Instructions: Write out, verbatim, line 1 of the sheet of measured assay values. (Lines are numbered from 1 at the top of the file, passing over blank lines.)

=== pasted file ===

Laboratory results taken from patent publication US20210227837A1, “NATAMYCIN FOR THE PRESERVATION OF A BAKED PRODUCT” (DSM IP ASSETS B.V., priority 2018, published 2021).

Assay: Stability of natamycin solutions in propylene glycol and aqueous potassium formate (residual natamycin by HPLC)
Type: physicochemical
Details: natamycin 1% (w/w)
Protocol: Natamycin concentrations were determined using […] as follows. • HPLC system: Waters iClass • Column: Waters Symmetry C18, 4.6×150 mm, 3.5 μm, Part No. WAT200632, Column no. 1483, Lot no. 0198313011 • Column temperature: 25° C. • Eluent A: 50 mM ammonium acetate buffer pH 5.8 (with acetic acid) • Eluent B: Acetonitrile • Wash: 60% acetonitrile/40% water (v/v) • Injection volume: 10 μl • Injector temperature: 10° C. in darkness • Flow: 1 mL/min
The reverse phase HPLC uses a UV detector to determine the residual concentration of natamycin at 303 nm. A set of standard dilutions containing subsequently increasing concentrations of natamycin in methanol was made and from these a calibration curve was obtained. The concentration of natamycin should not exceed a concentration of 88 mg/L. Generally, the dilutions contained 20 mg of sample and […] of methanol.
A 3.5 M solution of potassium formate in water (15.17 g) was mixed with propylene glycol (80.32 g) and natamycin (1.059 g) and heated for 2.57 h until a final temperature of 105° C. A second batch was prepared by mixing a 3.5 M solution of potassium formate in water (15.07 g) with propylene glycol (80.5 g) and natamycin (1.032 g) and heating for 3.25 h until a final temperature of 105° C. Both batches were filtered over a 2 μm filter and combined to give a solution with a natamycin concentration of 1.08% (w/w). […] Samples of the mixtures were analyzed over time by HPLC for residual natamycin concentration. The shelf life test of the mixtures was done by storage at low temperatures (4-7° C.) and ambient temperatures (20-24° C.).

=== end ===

Laboratory results taken from patent publication US20210227837A1, “NATAMYCIN FOR THE PRESERVATION OF A BAKED PRODUCT” (DSM IP ASSETS B.V., priority 2018, published 2021).